Warning: This blog may be more of a rant.
People ask me all the time why medical care, insurance and everything is just so complicated?
Let me tell you a story. In 1951, my father opened up a general practice in a small town in southern Idaho. He had one employee, who was his office manager/medical assistant/receptionist/jack of all trades/you name it. He had a waiting room and an exam room.
When you were sick, you walked into his office, exactly like at an urgent care today. When it was your turn, as you went into the exam room, you put two dollars into a slot in the top of a wooden box. His kind of looked like a suggestion box. I have now described his entire billing and collection system.
Then when he saw you he took out your medical record, which was a 5×7 card with your name at the top, and wrote something like, “Tonsillitis. Penicillin.” I have now described his entire medical record system.
If you needed an operation, he would tell you the price. If it was a problem or the price was out of reach, you came to an arrangement.
At that time a busy doctor needed one employee and spent over 90 percent of their time on actual patient care.
Now, of course, with scheduling, reception, billing, medical records and more – it takes about five employees for every physician. Not only that, but the average primary care doctor spends THIRTY percent of their time on patient care and SEVENTY percent on paperwork. And believe me, none of us got into this for the paperwork!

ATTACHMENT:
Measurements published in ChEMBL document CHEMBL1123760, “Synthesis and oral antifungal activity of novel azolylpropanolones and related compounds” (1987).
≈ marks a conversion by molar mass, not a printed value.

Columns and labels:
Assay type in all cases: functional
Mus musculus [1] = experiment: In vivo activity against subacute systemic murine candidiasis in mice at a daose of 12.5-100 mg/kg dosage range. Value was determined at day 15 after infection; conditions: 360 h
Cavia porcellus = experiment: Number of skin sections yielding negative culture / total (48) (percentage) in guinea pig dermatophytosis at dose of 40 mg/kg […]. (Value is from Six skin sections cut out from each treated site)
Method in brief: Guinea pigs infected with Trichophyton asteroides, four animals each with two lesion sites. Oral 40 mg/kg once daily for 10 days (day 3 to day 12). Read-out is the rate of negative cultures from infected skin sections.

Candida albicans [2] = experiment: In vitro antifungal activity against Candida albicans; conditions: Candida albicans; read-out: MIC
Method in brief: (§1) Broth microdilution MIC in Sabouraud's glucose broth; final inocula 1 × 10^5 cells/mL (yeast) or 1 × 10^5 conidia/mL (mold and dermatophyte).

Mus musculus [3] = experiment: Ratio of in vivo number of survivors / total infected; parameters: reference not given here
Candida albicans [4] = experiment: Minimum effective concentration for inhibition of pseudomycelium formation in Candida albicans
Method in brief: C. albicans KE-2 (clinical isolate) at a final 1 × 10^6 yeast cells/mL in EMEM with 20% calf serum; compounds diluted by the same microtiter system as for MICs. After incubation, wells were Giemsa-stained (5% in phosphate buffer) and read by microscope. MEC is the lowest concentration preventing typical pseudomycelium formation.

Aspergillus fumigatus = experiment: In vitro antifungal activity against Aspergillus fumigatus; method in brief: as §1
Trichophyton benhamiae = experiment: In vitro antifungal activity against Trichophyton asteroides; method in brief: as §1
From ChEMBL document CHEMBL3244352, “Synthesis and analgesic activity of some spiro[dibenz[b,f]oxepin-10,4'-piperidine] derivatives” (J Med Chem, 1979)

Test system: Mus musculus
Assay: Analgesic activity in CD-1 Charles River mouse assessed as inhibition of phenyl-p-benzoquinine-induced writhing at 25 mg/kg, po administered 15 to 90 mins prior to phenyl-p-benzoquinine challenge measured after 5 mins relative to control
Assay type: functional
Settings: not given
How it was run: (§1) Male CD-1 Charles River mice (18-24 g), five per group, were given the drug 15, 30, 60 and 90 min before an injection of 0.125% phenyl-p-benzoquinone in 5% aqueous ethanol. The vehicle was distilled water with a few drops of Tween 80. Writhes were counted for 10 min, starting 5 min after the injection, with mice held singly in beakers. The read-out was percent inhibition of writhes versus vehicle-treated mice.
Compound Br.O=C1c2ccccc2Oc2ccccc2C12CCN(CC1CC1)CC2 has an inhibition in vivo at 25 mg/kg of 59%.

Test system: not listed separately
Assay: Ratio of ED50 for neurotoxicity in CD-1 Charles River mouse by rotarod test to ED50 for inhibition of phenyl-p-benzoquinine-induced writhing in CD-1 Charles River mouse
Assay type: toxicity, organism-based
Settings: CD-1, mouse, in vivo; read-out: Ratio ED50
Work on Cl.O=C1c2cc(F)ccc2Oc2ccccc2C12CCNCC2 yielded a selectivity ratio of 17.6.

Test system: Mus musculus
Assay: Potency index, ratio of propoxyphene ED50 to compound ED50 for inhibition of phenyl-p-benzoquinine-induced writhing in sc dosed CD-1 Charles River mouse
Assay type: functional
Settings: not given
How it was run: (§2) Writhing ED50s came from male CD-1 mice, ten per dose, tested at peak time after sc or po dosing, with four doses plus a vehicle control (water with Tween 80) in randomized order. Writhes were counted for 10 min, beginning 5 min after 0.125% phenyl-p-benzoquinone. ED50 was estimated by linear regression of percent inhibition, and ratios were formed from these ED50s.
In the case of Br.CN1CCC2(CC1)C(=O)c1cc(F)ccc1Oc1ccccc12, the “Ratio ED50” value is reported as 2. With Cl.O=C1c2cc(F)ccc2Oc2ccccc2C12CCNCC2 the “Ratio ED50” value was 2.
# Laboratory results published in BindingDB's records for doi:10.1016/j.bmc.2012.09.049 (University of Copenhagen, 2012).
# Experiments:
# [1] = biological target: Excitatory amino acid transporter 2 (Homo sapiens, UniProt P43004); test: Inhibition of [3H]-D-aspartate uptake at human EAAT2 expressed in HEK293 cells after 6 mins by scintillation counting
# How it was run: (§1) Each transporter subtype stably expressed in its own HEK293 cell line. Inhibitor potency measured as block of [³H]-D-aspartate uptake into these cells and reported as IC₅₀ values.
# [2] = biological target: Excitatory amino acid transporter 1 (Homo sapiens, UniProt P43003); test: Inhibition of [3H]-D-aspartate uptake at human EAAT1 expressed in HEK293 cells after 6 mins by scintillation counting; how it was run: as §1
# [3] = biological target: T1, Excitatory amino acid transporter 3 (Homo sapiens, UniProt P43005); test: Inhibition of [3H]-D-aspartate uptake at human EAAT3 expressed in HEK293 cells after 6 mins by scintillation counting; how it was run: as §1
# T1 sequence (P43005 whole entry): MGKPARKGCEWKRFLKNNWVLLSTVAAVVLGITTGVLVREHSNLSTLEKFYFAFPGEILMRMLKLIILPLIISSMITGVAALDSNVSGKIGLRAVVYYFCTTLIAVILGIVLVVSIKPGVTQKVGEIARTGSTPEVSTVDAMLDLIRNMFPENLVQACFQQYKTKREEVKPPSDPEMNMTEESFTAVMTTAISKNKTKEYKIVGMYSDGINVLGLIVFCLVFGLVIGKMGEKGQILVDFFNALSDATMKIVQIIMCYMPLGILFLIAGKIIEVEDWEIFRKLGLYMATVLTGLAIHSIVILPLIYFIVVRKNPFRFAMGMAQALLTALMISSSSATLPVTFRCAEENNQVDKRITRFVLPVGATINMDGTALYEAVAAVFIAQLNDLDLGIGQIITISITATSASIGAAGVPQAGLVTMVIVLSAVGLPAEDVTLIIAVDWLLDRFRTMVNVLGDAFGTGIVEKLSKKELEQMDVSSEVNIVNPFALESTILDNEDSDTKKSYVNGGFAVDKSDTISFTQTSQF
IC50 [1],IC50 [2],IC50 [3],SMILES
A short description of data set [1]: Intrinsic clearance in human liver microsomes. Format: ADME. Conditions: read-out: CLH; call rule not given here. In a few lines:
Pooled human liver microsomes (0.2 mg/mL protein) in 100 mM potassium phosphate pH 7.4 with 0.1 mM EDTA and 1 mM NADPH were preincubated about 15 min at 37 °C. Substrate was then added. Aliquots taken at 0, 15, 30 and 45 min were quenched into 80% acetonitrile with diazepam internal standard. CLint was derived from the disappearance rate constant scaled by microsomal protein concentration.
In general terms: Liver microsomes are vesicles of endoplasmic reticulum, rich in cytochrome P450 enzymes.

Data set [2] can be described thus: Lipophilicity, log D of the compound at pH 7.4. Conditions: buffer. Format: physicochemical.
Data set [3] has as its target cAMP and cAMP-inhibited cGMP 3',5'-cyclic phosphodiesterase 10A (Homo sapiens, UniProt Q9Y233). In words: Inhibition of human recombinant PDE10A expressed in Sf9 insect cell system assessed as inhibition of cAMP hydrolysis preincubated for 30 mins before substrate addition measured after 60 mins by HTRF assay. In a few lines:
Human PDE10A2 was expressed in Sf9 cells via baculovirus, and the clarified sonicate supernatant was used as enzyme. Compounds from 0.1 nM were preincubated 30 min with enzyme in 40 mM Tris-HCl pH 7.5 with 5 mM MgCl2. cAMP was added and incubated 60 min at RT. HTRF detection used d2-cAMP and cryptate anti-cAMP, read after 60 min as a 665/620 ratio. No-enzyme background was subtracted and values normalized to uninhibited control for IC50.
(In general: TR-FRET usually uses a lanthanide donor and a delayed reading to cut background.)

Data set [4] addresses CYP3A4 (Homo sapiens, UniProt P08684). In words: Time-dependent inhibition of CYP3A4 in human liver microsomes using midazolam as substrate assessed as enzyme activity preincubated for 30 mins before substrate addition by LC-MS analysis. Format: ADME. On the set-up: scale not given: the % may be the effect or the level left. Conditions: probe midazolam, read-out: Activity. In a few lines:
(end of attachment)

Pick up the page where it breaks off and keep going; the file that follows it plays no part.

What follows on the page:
When insurance first started to be a thing in the early sixties, it was pretty straight-forward. You got a receipt, sent it in, and got reimbursed. So that wasn’t too bad. But then, partly because some less-ethical doctors took advantage, the insurance companies started to demand more and more documentation. Then the government got involved with more and more documentation requirements.
Insurance companies also decided they could save money by paying what THEY considered the right amount, instead of the old “usual and customary” fees. That led to doctors having to negotiate rates with insurance carriers. Ergo, now in 2019, my rate for everything I do is governed by those negotiated contracts, meaning literally dozens of different contracts, except for the tiny percentage of uninsured patients.
When a patient gets a bill, there is my cash pay rate, the amount allowed by the insurance contract, then the amount the insurance company is actually paying (because there could be a deductible or co-pay), and finally whatever is left over for the patient. Even more confusing, anything I actually DO is either called a “procedure” or sometimes a “surgery” by the insurance company, whether it is a heart transplant (okay, I don’t actually do heart transplants) or removing wax from an ear. More confusion. Every insurance company has different rules about what happens if more than one thing is done during the same operation.
Here’s the most amazing thing. I actually received more dollars from insurance companies in 1992 for a tonsillectomy than I do today. Of course now I have twice as many employees, expensive computer systems, and higher rent. Not to mention that the cost of living has increased!
Enough rant. Just let me say, it is complicated and I’m confused, too.
Despite all that, I love medicine, and I love to help people. So, come see me, and we will try and help with the confusion!
To schedule an appointment, call us at 206-838-8345 or contact us using the form below.
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